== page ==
I had heard from my teammates that the mouthpiece would be a problem, that it would constrict my breathing and make my mouth dry. I closed my mouth around the rubber, fitting it behind my lips and under my teeth like a snorkel, and was instantly brought back to my childhood spent searching for sharks in the kettle pond region of Massachusetts. No problem. Tom clipped my nose shut and started me on my warm-up.


The test was broken into two-minute intervals and would continue for as long as it had to. That is, it would last as long as I did. Tom set the erg monitor to display the watts I produced with each stroke and explained that I would start the test rowing at 250 watts, a firm but easy pressure. I was to increase the wattage by 50 every two minutes until I could go no faster or ceased to hold the pace. Pretty straightforward, but the hard things in life usually are.

Tom gave me the nod that meant “Go.” I heard the start commands in my head.

Cornell, ready? 5…4…3…2…1…Are you ready? Go!

My first stroke was a blistering 393 watts. Tom told me to slow down. I got into a pace and passed the time trying to keep the wattage at exactly 250. I was hardly breathing. I knew the real race wouldn’t begin for a few more minutes.

Two-minute mark. Raise the wattage to 300. No problem. Legs, body, arms. Legs, body, arms.

Get used to the harness. It’s not there. Breathe, keep it light and quick.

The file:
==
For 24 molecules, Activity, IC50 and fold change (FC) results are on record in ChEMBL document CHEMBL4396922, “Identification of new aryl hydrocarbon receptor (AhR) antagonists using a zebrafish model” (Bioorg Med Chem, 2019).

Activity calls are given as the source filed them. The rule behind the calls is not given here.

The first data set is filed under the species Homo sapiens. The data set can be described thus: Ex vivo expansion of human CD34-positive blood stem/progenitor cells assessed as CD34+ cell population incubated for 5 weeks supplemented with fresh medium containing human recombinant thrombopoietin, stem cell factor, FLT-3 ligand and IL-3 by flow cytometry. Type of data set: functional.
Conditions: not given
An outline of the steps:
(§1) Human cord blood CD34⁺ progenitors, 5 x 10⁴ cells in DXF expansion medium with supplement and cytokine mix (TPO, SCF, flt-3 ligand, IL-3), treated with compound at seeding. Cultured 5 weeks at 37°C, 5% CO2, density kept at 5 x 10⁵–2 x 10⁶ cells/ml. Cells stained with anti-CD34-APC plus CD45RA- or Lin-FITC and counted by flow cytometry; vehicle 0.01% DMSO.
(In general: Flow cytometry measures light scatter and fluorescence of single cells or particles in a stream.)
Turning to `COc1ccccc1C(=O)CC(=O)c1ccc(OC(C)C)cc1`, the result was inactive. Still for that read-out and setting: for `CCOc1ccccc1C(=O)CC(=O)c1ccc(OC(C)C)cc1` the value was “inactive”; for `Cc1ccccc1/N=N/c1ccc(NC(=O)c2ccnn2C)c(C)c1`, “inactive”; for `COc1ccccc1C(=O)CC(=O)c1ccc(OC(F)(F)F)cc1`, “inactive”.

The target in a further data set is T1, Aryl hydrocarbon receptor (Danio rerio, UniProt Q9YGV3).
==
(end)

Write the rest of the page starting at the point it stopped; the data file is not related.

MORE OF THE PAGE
Four minutes down, the watts are 350. I was getting impatient; I wanted to go faster.

Now we’re starting to move. I can feel it. Letsgoletsgoletsgo…Six minutes in! 400 watts, and a good rhythm.

My legs and lungs were burning. This was normal, and I ignored it. I knew that a lot of the previous lab rats had cashed out before ten minutes. I wanted to make it.

Get ready for 450, gotta hit that. Long arms, connect, connect. Hard to breathe; —-ing snorkel. More power on the legs. Spend it all for these two minutes. On THIS one!

After eight minutes, I was holding 450 watts as if my life depended on it. You could have set a watch by the swing of my back — 32 strokes a minute, as constant as the north star. But the effort was taking its toll. Why the hell did I shave my chest for those freaking electrodes? Tom could have taken my pulse from the other side of the room. The muscles in my legs were trying to squeeze my femurs into dust. All I could see was “450.”

“Okay, now bring it up to 475!” said Tom.

Are you kidding me?

Someone had smothered me in gasoline and lit a match. I flailed at the machine for the next 15 seconds or so, bringing the rate up, shortening the slide, doing anything to try and hold 475 watts. My mind was engaged, but mercifully, my body had different ideas.

“Okay, that’s it,” said Tom. It was clear that my lungs weren’t going to use any more oxygen than they already had.

Get this freaking plastic thing off my head so I can lie down.


After I drank some water and took a long cold shower, Tom gave me my new number — 57.9ml/kg/min. Two Nalgene bottles more than a hockey player, but three less than Lance. Not bad for a typical Tuesday morning.

I took off my coat and walked outside into the winter wind, still sweating from my elevated heart rate. Hum Ec girls shot me strange looks and turned to avoid the steam spewing out of my body. I briefly considered jumping in Beebe Lake, but didn’t because I couldn’t stop itching my chest.

I’ll see Tom again after spring break to do this all over again. Hopefully, the new number will be even better. 475 watts? 83.8ml/kg/min? Gold medal at the national championships? No problem.

Archived article by Per Ostman